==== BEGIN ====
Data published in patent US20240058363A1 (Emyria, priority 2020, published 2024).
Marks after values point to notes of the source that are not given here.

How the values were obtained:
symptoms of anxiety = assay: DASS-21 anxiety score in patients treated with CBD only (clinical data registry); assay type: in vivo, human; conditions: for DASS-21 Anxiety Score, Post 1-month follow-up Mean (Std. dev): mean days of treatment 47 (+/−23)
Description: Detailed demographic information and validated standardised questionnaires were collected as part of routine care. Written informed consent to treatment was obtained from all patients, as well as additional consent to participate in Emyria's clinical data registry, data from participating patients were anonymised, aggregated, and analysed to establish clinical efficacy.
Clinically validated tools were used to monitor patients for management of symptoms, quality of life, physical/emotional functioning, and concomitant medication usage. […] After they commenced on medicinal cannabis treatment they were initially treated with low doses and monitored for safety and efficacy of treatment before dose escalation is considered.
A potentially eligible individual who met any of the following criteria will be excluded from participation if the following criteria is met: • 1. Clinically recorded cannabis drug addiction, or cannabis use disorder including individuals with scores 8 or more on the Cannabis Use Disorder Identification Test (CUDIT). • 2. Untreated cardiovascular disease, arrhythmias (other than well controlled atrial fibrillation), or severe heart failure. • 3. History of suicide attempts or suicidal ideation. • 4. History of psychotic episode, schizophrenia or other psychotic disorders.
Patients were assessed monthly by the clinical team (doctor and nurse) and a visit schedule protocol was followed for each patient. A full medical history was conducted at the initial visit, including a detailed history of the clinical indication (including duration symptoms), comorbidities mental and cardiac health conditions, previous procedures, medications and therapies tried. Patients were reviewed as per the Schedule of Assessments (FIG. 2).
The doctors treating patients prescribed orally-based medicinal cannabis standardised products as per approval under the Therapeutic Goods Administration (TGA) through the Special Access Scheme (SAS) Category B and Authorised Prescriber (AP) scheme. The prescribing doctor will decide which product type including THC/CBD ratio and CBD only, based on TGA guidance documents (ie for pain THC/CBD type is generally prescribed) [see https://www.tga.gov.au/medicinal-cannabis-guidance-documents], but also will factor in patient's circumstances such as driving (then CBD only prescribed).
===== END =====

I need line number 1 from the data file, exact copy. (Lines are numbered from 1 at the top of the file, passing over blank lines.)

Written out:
Data published in patent US20240058363A1 (Emyria, priority 2020, published 2024).